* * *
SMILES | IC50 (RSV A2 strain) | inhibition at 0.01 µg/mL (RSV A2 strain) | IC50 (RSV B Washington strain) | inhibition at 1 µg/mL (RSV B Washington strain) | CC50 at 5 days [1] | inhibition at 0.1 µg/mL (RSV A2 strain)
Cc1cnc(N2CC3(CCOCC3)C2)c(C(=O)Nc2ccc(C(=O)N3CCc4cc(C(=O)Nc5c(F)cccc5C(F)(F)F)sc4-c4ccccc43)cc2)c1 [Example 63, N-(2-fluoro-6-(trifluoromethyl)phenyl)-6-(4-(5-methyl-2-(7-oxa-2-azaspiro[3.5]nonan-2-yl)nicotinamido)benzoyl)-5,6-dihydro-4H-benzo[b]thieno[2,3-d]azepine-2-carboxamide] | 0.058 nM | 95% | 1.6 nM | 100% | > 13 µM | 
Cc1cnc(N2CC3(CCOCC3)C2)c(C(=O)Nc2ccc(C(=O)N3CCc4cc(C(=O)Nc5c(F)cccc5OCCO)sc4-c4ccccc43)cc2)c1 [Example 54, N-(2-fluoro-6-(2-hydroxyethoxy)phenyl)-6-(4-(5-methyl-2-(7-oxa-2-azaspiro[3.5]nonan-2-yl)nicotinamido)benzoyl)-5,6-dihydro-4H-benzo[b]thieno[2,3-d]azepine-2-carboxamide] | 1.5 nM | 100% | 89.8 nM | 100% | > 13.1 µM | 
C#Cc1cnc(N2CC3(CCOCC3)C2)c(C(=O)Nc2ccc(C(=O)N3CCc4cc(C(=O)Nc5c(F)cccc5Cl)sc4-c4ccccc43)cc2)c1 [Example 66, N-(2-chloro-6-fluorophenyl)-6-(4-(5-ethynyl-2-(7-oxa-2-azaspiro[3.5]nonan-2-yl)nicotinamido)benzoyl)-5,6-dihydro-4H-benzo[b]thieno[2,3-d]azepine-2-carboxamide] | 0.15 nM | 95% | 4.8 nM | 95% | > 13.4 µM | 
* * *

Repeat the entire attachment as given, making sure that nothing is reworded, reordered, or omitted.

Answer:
SMILES | IC50 (RSV A2 strain) | inhibition at 0.01 µg/mL (RSV A2 strain) | IC50 (RSV B Washington strain) | inhibition at 1 µg/mL (RSV B Washington strain) | CC50 at 5 days [1] | inhibition at 0.1 µg/mL (RSV A2 strain)
Cc1cnc(N2CC3(CCOCC3)C2)c(C(=O)Nc2ccc(C(=O)N3CCc4cc(C(=O)Nc5c(F)cccc5C(F)(F)F)sc4-c4ccccc43)cc2)c1 [Example 63, N-(2-fluoro-6-(trifluoromethyl)phenyl)-6-(4-(5-methyl-2-(7-oxa-2-azaspiro[3.5]nonan-2-yl)nicotinamido)benzoyl)-5,6-dihydro-4H-benzo[b]thieno[2,3-d]azepine-2-carboxamide] | 0.058 nM | 95% | 1.6 nM | 100% | > 13 µM | 
Cc1cnc(N2CC3(CCOCC3)C2)c(C(=O)Nc2ccc(C(=O)N3CCc4cc(C(=O)Nc5c(F)cccc5OCCO)sc4-c4ccccc43)cc2)c1 [Example 54, N-(2-fluoro-6-(2-hydroxyethoxy)phenyl)-6-(4-(5-methyl-2-(7-oxa-2-azaspiro[3.5]nonan-2-yl)nicotinamido)benzoyl)-5,6-dihydro-4H-benzo[b]thieno[2,3-d]azepine-2-carboxamide] | 1.5 nM | 100% | 89.8 nM | 100% | > 13.1 µM | 
C#Cc1cnc(N2CC3(CCOCC3)C2)c(C(=O)Nc2ccc(C(=O)N3CCc4cc(C(=O)Nc5c(F)cccc5Cl)sc4-c4ccccc43)cc2)c1 [Example 66, N-(2-chloro-6-fluorophenyl)-6-(4-(5-ethynyl-2-(7-oxa-2-azaspiro[3.5]nonan-2-yl)nicotinamido)benzoyl)-5,6-dihydro-4H-benzo[b]thieno[2,3-d]azepine-2-carboxamide] | 0.15 nM | 95% | 4.8 nM | 95% | > 13.4 µM | 